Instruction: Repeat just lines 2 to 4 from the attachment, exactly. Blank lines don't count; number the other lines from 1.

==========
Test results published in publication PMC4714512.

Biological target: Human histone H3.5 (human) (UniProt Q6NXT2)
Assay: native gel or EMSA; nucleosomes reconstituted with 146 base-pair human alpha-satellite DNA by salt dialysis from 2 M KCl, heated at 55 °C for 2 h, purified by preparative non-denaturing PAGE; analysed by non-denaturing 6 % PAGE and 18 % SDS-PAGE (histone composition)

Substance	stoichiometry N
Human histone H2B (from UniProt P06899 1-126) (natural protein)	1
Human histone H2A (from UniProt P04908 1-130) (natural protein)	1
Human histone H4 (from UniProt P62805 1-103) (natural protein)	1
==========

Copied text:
Biological target: Human histone H3.5 (human) (UniProt Q6NXT2)
Assay: native gel or EMSA; nucleosomes reconstituted with 146 base-pair human alpha-satellite DNA by salt dialysis from 2 M KCl, heated at 55 °C for 2 h, purified by preparative non-denaturing PAGE; analysed by non-denaturing 6 % PAGE and 18 % SDS-PAGE (histone composition)

Substance	stoichiometry N